million per season to retain the cornerback, despite a meeting at the
Combine with agent Terry Watson, who termed the get-together as "a good

Finnegan's camp is believed to be seeking a deal that
would pay them somewhere around $9.5-$10 million on the open market, a
figure they will probably get from a cornerback-starved team like
Detroit or Dallas, but won't get from Tennessee. The Titans are not
likely to franchise Finnegan at this point, making it appear his days in
Tennessee are coming to an end.

--Defensive lineman Jason Jones
looks to be another player the Titans will allow to test the market.
Jones' representatives met with Titans officials at the Combine and the
two sides will keep talking, but they appear to be too far apart to
strike a deal that would keep Jones from at least testing the free-agent

Jones has been most productive as a pass-rushing
defensive tackle, but was moved to end last year, something that did not
work as well as anticipated. Jones had three sacks and could be headed
back to tackle, whether he comes back to the Titans or not.

time is coming for quarterback Jake Locker eventually. It could be as
early as the 2012 season for him to take over as the starter, but to do
so, he will have to unseat Matt Hasselbeck, who had his best year since
2007 last season.

"Neither one of those guys want the job handed
to them, they want to compete for it. We'll try and do the best we can
and in May, June and in training camp, we'll put them in a situation
where they are competing and hopefully it will be obvious who should be
the best guy to lead the team because you don't want the quarterback
question to be going on every week. 'Who's the guy? Who's the guy?' We
are hoping they can compete and things will work out," Munchak said.


know it is not going to be worse, believe me." - Titans coach Mike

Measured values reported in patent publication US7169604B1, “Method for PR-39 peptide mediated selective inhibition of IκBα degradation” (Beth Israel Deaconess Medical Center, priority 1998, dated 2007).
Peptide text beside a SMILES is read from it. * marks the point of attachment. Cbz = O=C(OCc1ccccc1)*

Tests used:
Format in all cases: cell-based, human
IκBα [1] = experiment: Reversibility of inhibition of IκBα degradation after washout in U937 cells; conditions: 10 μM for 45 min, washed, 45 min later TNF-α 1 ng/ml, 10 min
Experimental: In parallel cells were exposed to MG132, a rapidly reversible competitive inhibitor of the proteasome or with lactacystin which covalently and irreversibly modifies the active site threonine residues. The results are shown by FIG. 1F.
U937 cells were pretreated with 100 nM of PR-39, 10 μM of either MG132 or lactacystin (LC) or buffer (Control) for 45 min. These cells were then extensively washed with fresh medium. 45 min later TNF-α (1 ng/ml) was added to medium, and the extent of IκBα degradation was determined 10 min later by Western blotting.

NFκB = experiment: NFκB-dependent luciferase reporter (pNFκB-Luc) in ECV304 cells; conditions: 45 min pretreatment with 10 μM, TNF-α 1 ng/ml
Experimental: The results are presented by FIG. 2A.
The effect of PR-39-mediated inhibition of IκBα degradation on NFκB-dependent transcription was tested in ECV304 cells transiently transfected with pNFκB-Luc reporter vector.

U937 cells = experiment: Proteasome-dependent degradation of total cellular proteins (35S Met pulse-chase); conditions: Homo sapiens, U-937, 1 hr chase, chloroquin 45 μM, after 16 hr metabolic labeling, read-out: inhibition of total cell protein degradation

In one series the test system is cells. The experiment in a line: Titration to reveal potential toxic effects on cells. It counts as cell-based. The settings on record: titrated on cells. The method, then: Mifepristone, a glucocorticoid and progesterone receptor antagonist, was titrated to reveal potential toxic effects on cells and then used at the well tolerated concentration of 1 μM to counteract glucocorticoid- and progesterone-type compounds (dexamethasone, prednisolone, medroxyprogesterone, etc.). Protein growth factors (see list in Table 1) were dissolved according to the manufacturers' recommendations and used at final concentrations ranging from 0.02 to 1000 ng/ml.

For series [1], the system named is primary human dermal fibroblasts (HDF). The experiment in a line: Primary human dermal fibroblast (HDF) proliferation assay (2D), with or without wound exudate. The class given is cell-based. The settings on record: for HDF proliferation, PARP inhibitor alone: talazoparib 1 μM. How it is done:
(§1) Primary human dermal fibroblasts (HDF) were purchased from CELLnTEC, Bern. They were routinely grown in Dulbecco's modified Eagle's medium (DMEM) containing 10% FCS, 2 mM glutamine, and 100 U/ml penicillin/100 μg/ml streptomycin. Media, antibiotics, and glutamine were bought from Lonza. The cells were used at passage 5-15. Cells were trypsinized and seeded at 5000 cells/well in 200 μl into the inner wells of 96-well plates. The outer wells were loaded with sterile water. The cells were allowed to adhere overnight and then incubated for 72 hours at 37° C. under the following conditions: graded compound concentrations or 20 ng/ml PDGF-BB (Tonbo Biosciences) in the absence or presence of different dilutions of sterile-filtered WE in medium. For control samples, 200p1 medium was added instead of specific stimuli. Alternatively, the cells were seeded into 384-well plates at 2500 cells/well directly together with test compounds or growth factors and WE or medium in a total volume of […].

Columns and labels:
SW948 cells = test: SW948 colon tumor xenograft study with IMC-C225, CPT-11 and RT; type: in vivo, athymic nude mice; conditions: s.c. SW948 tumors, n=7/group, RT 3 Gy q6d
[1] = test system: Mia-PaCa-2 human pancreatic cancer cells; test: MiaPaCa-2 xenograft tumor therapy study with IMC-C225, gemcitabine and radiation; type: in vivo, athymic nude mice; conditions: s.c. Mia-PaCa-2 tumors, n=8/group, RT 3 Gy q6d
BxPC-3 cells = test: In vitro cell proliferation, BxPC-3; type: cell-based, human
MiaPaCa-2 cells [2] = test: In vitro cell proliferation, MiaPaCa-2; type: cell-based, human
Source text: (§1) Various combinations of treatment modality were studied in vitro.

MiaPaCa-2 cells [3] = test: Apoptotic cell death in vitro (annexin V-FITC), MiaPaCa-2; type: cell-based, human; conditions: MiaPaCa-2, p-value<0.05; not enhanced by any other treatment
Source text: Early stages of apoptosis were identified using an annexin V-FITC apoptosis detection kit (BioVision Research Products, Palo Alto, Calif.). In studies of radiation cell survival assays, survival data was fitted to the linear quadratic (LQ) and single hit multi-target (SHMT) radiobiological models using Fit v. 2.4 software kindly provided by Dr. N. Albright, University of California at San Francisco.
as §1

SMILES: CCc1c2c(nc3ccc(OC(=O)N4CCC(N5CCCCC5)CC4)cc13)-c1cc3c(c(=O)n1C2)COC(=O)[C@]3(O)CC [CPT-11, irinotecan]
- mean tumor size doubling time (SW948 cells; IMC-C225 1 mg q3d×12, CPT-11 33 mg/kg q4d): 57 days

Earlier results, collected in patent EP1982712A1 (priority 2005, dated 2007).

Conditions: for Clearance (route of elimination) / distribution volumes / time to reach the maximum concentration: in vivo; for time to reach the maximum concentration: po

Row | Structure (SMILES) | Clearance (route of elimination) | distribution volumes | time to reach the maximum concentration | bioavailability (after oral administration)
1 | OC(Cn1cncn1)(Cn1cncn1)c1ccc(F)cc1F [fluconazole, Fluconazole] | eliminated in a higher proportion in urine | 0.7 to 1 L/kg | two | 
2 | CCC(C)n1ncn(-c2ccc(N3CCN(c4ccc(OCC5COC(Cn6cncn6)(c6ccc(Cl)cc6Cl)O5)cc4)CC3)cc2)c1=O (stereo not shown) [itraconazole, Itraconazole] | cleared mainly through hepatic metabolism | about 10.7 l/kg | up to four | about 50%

Munchak regarding Chris Johnson and the running game improving in 2012.


Titans head toward free agency with plenty of needs on the defensive
side of the ball and needing to add a guard or center on the offensive

The defensive needs at end and in the secondary are well
documented, and the Titans may add another young linebacker either in
the draft or free agency to complement Colin McCarthy and Akeem Ayers,
who both started as rookies.

Offensively, the Titans have to
decide what to do with Jake Scott who is a free agent. They can draft a
guard or go after a veteran in free agency. Fernando Velasco could end
up starting, or the Titans could make a run at a veteran center, such as
Nashville resident Scott Wells of Green Bay and shift Eugene Amano back
to guard.


end: The Titans just addressed this area two years ago with a
first-round pick in Derrick Morgan. But he has been bothered by a knee
injury, and not yet lived up to his billing. Add the fact that Jason
Jones, Dave Ball and William Hayes are free agents, plus the fact that
Tennessee needs a difference-maker, and it zooms to the top of the wish
list this offseason. The question becomes whether the Titans go back to
the draft or pay a pricey free agent a la Mario Williams or Robert

Cornerback: This goes to need 1A, right next to defensive
end, if Cortland Finnegan exits as a free agent. The Titans have
professed confidence in their young corners like Jason McCourty and
Alterraun Verner, but depth is inexperienced with two first-year players
next in line in Chris Hawkins and Tommie Campbell. Free-agent help is
likely here if Finnegan walks, just to add a veteran to the mix.

Jake Scott is a free agent, and though he could eventually be brought
back, the Titans are likely to shop around in free agency and look
around in the draft to see if they can upgrade with a younger player.
In-house hopeful Fernando Velasco is also a possibility to crack the
starting lineup in camp at guard or center.